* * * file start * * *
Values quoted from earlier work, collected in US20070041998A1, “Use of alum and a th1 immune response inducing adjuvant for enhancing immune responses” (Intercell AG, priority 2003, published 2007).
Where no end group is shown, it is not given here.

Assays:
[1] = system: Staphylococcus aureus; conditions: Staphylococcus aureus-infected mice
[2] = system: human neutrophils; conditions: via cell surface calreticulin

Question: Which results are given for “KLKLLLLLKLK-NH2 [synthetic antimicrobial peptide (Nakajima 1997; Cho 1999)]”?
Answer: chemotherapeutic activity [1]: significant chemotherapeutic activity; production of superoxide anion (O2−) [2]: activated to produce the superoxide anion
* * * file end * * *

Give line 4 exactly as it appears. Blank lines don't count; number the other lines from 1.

[1] = system: Staphylococcus aureus; conditions: Staphylococcus aureus-infected mice